Cover image for Run, David, Run!: An Investigation of the Theological Speech Acts of David's Departure and Return (2 Samuel 14–20) By Steven Mann

Run, David, Run!

An Investigation of the Theological Speech Acts of David's Departure and Return (2 Samuel 14–20)

Steven Mann

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ISBN: 978-1-57506-263-1

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Siphrut: Literature and Theology of the Hebrew Scriptures

Run, David, Run!

An Investigation of the Theological Speech Acts of David's Departure and Return (2 Samuel 14–20)

Steven Mann

In this book, Steven Mann highlights the role of theology in the story of David’s departure and return as told in 2 Samuel 14–20. Mann’s method of narrative analysis employs a philosophy of language called speech act theory. His primary interest is ways in which speech act theory has been applied to biblical narrative, and he concentrates specifically on speech acts that include theological propositional content, that is, words used to denote God. In this way, Mann analyzes the theological speech acts of the narrative and then suggests a way to view the narrative itself as a speech act.

 

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  • Table of Contents
In this book, Steven Mann highlights the role of theology in the story of David’s departure and return as told in 2 Samuel 14–20. Mann’s method of narrative analysis employs a philosophy of language called speech act theory. His primary interest is ways in which speech act theory has been applied to biblical narrative, and he concentrates specifically on speech acts that include theological propositional content, that is, words used to denote God. In this way, Mann analyzes the theological speech acts of the narrative and then suggests a way to view the narrative itself as a speech act.

The thesis of this study is that speech act theory illuminates the integral role of theology in the story of David’s departure and return. Theology is not merely one aspect of the story but is in fact a catalyst necessary to the plot. Furthermore, the act of telling the story as 2 Sam 14–20 does is the very act of portraying David’s faith in Yhwh. David’s speech acts demonstrate that he believes that Yhwh is someone who intervenes and who finds ways to bring his banished ones back to him. The narrative portrayal of David’s faith can be understood as an illocutionary act, with the potential effect of encouraging an audience, a perlocutionary act. In other words, Man demonstrates that this story can inspire any readers who see this narrative as a story not only about David but about themselves.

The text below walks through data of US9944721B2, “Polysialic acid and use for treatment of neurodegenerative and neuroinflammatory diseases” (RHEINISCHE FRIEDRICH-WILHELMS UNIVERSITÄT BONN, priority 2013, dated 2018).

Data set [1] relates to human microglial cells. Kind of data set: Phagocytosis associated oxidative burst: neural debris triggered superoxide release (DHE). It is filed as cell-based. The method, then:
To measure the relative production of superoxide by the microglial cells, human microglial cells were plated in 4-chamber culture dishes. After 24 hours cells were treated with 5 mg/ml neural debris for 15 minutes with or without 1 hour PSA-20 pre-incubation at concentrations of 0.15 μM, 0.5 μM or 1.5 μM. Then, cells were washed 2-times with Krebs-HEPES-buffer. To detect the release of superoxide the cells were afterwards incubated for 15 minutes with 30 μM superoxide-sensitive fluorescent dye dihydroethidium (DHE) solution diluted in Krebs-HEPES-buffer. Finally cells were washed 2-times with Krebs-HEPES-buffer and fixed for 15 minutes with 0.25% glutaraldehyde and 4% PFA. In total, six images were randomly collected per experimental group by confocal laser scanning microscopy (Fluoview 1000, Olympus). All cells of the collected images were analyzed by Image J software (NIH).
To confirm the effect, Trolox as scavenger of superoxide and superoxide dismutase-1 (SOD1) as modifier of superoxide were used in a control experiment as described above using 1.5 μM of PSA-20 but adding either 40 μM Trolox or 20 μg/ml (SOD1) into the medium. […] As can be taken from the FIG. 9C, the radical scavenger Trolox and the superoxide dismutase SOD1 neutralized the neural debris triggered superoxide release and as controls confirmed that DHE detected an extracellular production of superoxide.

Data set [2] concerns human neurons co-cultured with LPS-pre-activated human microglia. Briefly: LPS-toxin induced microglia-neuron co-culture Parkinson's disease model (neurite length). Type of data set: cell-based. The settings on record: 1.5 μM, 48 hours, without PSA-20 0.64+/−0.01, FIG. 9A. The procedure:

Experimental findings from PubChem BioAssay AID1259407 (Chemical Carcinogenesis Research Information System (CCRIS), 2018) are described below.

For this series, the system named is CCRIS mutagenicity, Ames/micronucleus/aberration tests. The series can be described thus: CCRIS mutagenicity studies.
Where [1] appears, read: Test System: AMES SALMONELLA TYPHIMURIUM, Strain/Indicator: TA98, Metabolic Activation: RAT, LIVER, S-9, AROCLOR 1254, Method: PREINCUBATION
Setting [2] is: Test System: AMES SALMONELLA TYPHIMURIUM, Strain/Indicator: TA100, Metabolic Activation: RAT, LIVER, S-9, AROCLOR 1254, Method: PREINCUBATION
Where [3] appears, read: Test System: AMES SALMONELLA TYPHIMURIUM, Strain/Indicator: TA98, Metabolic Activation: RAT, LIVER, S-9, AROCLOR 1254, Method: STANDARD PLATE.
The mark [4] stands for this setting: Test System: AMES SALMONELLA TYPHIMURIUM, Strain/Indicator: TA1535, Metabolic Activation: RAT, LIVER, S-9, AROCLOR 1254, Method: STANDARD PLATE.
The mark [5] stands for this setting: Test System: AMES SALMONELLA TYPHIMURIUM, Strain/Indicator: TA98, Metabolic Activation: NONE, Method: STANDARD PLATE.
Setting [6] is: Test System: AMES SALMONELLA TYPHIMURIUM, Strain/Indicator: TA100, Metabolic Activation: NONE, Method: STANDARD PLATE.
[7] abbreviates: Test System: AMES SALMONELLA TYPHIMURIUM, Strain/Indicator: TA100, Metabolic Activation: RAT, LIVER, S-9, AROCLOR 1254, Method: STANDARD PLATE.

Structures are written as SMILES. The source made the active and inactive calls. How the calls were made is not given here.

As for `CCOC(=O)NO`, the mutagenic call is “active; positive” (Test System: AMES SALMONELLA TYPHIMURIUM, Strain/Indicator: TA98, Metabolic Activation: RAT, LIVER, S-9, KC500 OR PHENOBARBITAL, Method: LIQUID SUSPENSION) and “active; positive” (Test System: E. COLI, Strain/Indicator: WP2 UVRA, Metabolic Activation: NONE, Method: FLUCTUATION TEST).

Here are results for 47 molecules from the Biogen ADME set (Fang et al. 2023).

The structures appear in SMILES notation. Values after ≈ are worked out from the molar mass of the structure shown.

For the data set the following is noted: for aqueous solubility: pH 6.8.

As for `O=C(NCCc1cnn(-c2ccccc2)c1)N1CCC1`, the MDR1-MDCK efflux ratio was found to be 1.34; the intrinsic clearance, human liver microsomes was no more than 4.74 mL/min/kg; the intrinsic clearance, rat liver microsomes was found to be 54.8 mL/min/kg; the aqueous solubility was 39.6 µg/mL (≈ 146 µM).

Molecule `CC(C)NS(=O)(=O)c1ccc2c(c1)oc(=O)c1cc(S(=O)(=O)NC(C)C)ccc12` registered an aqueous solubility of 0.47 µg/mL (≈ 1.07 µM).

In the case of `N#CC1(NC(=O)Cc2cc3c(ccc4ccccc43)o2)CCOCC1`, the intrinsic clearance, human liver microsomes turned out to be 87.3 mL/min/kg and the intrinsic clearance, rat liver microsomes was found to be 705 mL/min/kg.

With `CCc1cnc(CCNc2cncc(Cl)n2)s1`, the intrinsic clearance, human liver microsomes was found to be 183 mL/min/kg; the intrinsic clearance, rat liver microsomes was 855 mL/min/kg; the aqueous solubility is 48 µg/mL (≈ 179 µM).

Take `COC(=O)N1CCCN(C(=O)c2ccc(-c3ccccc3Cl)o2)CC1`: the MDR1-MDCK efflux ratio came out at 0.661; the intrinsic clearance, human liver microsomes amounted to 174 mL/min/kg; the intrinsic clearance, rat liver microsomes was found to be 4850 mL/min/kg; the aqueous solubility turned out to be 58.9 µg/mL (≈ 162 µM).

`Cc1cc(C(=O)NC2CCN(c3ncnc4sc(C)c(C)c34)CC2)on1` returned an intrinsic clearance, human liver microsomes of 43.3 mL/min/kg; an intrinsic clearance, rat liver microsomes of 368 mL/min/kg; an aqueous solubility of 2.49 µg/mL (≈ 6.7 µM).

Acknowledgments

Chapter 1. How to Do Things with Theological Words

Chapter 2. An Overview of Perspectives on the Function of 2 Sam 14–20

To Record Historical Events1

To Answer the Question of the Succession to David’s Throne

To Serve a Political Agenda

To Provide a Work of Art

To Portray David

To Teach

A Proposal: To Portray David’s Faith in Yhwh

Chapter 3. Speech Act Theory and David’s Departure and Return

Speech Act Theory

The Application of SAT to Narrative Discourse

Storytelling as Speech Act

Recent Applications of SAT to Stories of King David

An Application of SAT to the Story of David’s Departure and Return

Chapter 4. Theological Words from the Wise

2 Samuel 14:1–23

Storyteller Level

Chapter 5. Theological Words from the Banished

2 Samuel 15:1–22

Words from Absalom: 2 Samuel 15:1–12

Words from Ittai the Gittite: 2 Samuel 15:13–22

Chapter 6. Theological Words from a Banished King

2 Samuel 15:23–37

Words to Zadok: 2 Samuel 15:23–29

Words to Yhwh: 2 Samuel 15:30–37

Chapter 7. Theological Words from Opponents

2 Samuel 16:1–19

Words from Ziba: Opponent of Mephibosheth (2 Sam 16:1–4)

Words from Shimei: An Opponent of David (16:5–15)

Words from Hushai: Opponent to Absalom (16:16–19)

Chapter 8. Words from a Storyteller: 2 Samuel 16:20–17:24

Chapter 9. Words for the Return of a King: 2 Samuel 17:25–20:25

Chapter 10. David’s Departure and Return as Illocutionary and Perlocutionary Act

Telling a Story that Portrays David’s Faith: An Illocutionary Act

Running with David: A Perlocutionary Act

Select Bibliography

Indexes

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